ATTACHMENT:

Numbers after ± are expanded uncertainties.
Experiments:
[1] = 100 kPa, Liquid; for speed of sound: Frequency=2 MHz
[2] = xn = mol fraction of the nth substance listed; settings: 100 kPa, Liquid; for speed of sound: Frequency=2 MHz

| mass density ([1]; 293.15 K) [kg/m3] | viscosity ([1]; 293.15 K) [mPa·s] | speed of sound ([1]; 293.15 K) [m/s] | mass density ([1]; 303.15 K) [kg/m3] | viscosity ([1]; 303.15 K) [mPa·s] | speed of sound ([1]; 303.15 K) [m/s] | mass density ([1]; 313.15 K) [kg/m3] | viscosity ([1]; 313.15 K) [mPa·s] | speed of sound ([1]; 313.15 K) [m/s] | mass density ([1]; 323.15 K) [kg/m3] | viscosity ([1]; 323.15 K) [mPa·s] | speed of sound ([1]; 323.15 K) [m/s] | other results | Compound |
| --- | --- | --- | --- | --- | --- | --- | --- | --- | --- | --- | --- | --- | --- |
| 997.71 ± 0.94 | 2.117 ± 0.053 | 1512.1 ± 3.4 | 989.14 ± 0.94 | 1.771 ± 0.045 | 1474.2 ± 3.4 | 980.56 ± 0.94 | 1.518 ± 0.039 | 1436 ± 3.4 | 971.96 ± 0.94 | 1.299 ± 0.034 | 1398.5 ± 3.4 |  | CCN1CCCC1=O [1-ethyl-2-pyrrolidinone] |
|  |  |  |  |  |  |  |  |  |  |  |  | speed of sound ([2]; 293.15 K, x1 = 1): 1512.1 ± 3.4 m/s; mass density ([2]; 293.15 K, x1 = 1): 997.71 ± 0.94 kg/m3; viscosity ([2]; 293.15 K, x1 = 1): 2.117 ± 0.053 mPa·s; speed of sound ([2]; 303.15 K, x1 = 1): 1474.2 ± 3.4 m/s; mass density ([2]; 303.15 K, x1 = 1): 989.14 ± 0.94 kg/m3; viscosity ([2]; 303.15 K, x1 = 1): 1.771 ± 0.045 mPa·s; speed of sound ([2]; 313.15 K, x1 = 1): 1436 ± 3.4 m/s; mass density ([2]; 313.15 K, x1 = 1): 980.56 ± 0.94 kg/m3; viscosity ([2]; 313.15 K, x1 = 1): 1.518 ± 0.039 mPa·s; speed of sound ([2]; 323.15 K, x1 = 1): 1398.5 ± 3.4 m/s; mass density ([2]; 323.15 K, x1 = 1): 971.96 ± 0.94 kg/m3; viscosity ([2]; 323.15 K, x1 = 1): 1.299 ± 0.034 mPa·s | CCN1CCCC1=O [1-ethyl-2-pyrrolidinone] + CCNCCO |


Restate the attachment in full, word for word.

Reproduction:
Numbers after ± are expanded uncertainties.
Experiments:
[1] = 100 kPa, Liquid; for speed of sound: Frequency=2 MHz
[2] = xn = mol fraction of the nth substance listed; settings: 100 kPa, Liquid; for speed of sound: Frequency=2 MHz

| mass density ([1]; 293.15 K) [kg/m3] | viscosity ([1]; 293.15 K) [mPa·s] | speed of sound ([1]; 293.15 K) [m/s] | mass density ([1]; 303.15 K) [kg/m3] | viscosity ([1]; 303.15 K) [mPa·s] | speed of sound ([1]; 303.15 K) [m/s] | mass density ([1]; 313.15 K) [kg/m3] | viscosity ([1]; 313.15 K) [mPa·s] | speed of sound ([1]; 313.15 K) [m/s] | mass density ([1]; 323.15 K) [kg/m3] | viscosity ([1]; 323.15 K) [mPa·s] | speed of sound ([1]; 323.15 K) [m/s] | other results | Compound |
| --- | --- | --- | --- | --- | --- | --- | --- | --- | --- | --- | --- | --- | --- |
| 997.71 ± 0.94 | 2.117 ± 0.053 | 1512.1 ± 3.4 | 989.14 ± 0.94 | 1.771 ± 0.045 | 1474.2 ± 3.4 | 980.56 ± 0.94 | 1.518 ± 0.039 | 1436 ± 3.4 | 971.96 ± 0.94 | 1.299 ± 0.034 | 1398.5 ± 3.4 |  | CCN1CCCC1=O [1-ethyl-2-pyrrolidinone] |
|  |  |  |  |  |  |  |  |  |  |  |  | speed of sound ([2]; 293.15 K, x1 = 1): 1512.1 ± 3.4 m/s; mass density ([2]; 293.15 K, x1 = 1): 997.71 ± 0.94 kg/m3; viscosity ([2]; 293.15 K, x1 = 1): 2.117 ± 0.053 mPa·s; speed of sound ([2]; 303.15 K, x1 = 1): 1474.2 ± 3.4 m/s; mass density ([2]; 303.15 K, x1 = 1): 989.14 ± 0.94 kg/m3; viscosity ([2]; 303.15 K, x1 = 1): 1.771 ± 0.045 mPa·s; speed of sound ([2]; 313.15 K, x1 = 1): 1436 ± 3.4 m/s; mass density ([2]; 313.15 K, x1 = 1): 980.56 ± 0.94 kg/m3; viscosity ([2]; 313.15 K, x1 = 1): 1.518 ± 0.039 mPa·s; speed of sound ([2]; 323.15 K, x1 = 1): 1398.5 ± 3.4 m/s; mass density ([2]; 323.15 K, x1 = 1): 971.96 ± 0.94 kg/m3; viscosity ([2]; 323.15 K, x1 = 1): 1.299 ± 0.034 mPa·s | CCN1CCCC1=O [1-ethyl-2-pyrrolidinone] + CCNCCO |